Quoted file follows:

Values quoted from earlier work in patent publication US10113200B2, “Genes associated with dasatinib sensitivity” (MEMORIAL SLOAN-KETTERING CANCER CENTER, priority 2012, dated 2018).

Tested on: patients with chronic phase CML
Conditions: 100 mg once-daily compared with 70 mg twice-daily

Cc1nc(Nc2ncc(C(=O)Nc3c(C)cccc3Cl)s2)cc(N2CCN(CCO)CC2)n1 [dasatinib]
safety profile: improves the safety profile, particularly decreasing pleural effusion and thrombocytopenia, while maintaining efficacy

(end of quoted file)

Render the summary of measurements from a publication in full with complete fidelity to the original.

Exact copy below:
Values quoted from earlier work in patent publication US10113200B2, “Genes associated with dasatinib sensitivity” (MEMORIAL SLOAN-KETTERING CANCER CENTER, priority 2012, dated 2018).

Tested on: patients with chronic phase CML
Conditions: 100 mg once-daily compared with 70 mg twice-daily

Cc1nc(Nc2ncc(C(=O)Nc3c(C)cccc3Cl)s2)cc(N2CCN(CCO)CC2)n1 [dasatinib]
safety profile: improves the safety profile, particularly decreasing pleural effusion and thrombocytopenia, while maintaining efficacy